The hips can be divided into two different parts the anatomical hip and the hands on the hips hip. Functionally speaking the anatomical hip and ‘hands on the hips’ hip are closely intertwined. The leg generates motion from the feet on the ground, in a front to back direction, that propels us forward when we walk. However, the foot twists, the knee twists and the hip twists into the pelvis at the anatomical hip at an oblique angle meaning the leg generates spiral motion that is passed up into the pelvis via both the anatomical hip and the ‘hands on the hip’ hip pushing from either side into the lumbar spine. When one hip or leg is dominant / compensating then the spine is unevenly loaded.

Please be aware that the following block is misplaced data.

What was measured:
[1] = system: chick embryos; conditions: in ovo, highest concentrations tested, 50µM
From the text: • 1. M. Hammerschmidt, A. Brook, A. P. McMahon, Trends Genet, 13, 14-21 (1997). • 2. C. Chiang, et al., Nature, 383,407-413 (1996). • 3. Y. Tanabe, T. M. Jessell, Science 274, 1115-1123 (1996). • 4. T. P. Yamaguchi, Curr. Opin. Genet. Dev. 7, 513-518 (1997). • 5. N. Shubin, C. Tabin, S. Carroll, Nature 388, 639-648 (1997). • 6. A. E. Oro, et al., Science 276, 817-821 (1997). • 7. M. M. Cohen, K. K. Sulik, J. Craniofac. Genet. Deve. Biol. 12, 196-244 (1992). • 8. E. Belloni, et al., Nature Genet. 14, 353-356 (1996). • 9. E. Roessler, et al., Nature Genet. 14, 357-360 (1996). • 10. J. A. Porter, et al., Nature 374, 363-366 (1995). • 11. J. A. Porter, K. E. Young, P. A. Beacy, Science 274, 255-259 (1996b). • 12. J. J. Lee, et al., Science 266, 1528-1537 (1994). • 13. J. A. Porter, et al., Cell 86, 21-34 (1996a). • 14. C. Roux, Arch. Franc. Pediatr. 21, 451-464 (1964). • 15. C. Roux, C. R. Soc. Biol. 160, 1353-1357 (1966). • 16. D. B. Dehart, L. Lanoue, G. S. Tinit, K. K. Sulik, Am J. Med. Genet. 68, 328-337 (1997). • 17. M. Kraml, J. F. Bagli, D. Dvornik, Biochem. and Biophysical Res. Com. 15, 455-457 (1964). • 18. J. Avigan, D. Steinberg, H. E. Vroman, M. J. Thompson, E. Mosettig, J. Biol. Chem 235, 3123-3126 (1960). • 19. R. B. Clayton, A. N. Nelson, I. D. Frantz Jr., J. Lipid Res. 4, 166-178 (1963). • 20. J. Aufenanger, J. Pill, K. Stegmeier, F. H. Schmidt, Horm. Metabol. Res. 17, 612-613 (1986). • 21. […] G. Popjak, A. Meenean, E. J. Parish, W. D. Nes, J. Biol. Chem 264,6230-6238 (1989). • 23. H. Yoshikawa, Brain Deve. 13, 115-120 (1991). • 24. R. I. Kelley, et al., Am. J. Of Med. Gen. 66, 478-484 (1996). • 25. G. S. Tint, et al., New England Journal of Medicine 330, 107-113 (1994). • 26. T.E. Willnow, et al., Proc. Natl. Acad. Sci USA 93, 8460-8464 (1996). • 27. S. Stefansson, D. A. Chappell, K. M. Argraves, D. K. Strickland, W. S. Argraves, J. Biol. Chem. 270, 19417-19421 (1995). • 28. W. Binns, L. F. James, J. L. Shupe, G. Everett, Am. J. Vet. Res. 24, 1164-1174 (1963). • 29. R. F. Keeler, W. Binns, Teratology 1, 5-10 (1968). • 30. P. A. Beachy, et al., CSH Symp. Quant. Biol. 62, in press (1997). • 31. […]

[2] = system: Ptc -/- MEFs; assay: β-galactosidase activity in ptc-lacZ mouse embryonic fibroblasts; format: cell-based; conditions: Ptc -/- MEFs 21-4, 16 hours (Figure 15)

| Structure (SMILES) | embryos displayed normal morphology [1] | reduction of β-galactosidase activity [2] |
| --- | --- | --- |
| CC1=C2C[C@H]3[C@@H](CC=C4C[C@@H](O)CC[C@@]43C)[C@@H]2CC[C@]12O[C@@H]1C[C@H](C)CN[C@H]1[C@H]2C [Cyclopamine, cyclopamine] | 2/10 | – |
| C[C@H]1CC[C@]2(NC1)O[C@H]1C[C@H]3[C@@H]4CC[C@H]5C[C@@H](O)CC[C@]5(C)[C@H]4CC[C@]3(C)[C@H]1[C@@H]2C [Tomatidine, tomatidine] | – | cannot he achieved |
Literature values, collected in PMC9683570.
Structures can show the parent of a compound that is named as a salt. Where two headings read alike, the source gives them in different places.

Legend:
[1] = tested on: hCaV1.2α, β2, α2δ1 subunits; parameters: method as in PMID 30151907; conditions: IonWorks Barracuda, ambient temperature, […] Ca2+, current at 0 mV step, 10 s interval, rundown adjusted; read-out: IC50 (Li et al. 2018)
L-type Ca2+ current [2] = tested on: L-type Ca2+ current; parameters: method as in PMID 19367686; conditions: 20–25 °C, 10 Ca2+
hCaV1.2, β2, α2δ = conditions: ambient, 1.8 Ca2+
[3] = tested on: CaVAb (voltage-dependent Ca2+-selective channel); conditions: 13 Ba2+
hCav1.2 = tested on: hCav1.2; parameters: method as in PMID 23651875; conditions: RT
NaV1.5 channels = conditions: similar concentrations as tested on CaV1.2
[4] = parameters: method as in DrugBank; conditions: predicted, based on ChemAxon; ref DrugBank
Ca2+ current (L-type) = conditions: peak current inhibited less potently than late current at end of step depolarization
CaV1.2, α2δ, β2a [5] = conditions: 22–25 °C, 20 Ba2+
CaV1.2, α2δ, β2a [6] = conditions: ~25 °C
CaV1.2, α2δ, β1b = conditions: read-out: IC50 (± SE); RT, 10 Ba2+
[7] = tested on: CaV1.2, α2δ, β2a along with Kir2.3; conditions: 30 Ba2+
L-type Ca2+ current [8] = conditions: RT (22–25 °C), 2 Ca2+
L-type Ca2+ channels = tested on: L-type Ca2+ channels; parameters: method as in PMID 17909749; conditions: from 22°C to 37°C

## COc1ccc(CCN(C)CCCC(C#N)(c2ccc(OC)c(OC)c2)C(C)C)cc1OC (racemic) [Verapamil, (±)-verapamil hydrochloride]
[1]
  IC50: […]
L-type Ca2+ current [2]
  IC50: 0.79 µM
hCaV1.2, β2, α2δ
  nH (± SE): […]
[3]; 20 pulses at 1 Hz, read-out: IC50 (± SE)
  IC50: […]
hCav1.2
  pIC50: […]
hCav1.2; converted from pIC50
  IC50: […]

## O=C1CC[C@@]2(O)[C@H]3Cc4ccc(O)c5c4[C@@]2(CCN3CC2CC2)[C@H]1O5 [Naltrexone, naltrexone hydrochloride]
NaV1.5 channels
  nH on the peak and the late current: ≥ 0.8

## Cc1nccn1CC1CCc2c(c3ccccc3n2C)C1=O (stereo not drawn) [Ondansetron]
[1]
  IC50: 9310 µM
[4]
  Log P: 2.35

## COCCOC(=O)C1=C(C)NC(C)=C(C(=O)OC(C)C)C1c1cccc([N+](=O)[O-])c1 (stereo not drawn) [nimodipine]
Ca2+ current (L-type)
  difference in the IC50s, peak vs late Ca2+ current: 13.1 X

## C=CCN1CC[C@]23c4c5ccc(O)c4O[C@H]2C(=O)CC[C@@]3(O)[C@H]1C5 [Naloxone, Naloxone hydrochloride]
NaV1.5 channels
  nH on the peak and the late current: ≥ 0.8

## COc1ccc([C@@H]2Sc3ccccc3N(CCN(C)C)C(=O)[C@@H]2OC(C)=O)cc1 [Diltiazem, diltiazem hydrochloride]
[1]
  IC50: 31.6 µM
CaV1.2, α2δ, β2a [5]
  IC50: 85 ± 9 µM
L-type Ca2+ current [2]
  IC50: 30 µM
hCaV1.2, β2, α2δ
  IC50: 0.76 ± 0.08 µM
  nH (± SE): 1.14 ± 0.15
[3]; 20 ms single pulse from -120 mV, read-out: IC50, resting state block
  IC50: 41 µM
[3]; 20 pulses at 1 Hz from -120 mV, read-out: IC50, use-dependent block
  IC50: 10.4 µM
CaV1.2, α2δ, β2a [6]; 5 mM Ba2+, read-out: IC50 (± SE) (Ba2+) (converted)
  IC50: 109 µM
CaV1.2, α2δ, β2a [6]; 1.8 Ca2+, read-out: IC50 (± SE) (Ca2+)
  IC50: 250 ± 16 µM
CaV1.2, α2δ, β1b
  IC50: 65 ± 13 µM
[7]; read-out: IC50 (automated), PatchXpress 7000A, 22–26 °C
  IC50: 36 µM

Thus, the spine must twist to perform everyday tasks. It is the degree of twist from each side that is key. In an ideal world both hips would twist into the spine, loading to the same degree. If one hip is working harder than the other hip then the spine will get loaded more one side than the other. Creating an uneven load to the spine irritating the spinal joints forming what is known as facet joint arthrosis. Because uneven use of the joints of the body leads to wear rather than repair.
The body is subjected to psychological, emotional, spiritual, chemical and mechanical, interferences within the nervous system, and movement is always subject to gravity (a 10 kg force one can easily forget about). Our self is subjected to a working life or family life that may not facilitate good postural or movement practises. No one is perfect, there is benefit in asking for help.
When avoiding strains to your spine balancing the hips is very important. Lee is here to assist you in your pursuit of body balance, as well as from a body maintenance perspective. Begin today getting support for your body, your future self will thank you. Start your booking here